It has been an incredible week. We left the house on Monday morning, April 19, about 6:10 am. After a stop at the area office to get flu vaccines and another to get gas, we left Santiago with a friend on our first trip south to where the earthquake hit. Our friend needed a ride and we needed a guide so it was a great situation.
The trip down was beautiful. We drove for 6 hours through beautiful fields of fruit trees, pine trees and vineyards. This is a huge agricultural area that provides much of the food imported to the U.S. in the winter as well as many other places in the world. The homes through this area are very modest—small , square, cement homes often with a corrugated metal roofs. It was interesting to see the damage from the earthquake. The metal roofs fared well—the tile roofs did not. We saw many roof tops with tiles thrown hither and thither. Adobe walls crumbled easily and many buildings are being used but have parts of walls crumbled badly. The freeways were a high priority for repairs and they were all open. However, many, many times we detoured to one side or the other because of fallen bridges or sunken roads.
Once in the city of Concepción we were able to see a lot of damage but it was surprising how well many buildings fared. The building that houses the Concepción and Concepción Sur Missions is one of the nicest buildings in the city. It has a lot of small damage—tiles fallen off the walls, cracks in the walls, etc. The mission couples in both missions were living in the church with many of the missionaries and members for about four weeks while their apartments were being fixed. Pres. Swenson felt that the camaraderie they felt living together like that helped smooth over the trauma of the quake. Another church building was taken over by the police and they have no idea if they will ever get possession again. The police (the Carabineros) in Chile are not corrupt. The people speak highly of them and trust them. The soldiers who often act as police do not have the same good reputation.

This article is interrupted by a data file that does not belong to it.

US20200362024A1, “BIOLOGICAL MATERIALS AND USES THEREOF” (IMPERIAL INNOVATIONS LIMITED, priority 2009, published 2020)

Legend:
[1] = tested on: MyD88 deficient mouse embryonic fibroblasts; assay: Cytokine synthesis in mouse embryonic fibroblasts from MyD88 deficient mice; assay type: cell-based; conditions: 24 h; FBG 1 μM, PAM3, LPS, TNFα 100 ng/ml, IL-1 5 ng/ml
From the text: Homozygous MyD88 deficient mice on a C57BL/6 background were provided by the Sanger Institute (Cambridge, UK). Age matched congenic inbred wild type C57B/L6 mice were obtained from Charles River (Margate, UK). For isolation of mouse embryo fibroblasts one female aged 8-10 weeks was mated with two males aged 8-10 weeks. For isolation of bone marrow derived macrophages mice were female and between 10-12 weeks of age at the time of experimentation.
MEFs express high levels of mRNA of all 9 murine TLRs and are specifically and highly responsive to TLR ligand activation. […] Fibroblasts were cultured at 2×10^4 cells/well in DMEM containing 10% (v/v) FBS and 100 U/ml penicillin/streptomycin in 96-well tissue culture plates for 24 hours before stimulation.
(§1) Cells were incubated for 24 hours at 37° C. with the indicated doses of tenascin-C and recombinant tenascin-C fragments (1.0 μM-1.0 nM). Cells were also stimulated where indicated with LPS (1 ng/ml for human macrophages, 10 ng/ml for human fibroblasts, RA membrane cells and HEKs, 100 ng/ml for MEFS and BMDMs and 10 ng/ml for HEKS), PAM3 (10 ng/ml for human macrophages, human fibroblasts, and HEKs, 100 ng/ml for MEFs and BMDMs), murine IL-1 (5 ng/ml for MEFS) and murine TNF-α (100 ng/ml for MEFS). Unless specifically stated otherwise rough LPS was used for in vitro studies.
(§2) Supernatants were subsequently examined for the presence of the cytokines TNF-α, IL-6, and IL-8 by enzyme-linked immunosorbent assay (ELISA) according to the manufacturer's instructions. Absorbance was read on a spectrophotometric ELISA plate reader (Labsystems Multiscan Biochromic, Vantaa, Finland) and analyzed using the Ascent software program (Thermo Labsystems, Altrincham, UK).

We shopped in a grocery store in Concepción which had some damage to one side of the building. People forced their way into this store and totally gutted it. It was not set on fire, however, as many were. The Swensons told us that after Haiti, many Chileans were quite vocal about the looting in Haiti and said that it would never happen in Chile. They were totally amazed when it happened on at least as grand of a scale. Everything was back to normal except the damage on the side, by the time we were shopping there.
These are photos taken of a member's home and the work done to replace it. Many of the homes here are very small as you can see by the photos.
We stayed at the Swenson’s apartment for two nights. It sits up on a steep hill overlooking the Rio Bio Bio. This river was the dividing line between the Spanish Chile and the indigenous tribe, the Mapuche, who were never conquered by the Spanish. The river is a wide, coastal waterway that joins the sea. It has several large bridges crossing it. One of these bridges fell like dominoes falling one against another. It has not been repaired and neither has another large bridge that looks okay from a distance but probably is irreparable. The Mission Pres. lives on the north side of the river but almost all of his mission is located on the other side. It has made it very difficult for his missionaries. Travel time is still very long since only one of the main bridges is open and functioning. It was especially difficult for Pres. and Sis. Swenson to check on their missionaries as they could not access the other side for several days after the earthquake. Almost all cell phone communication was down, also.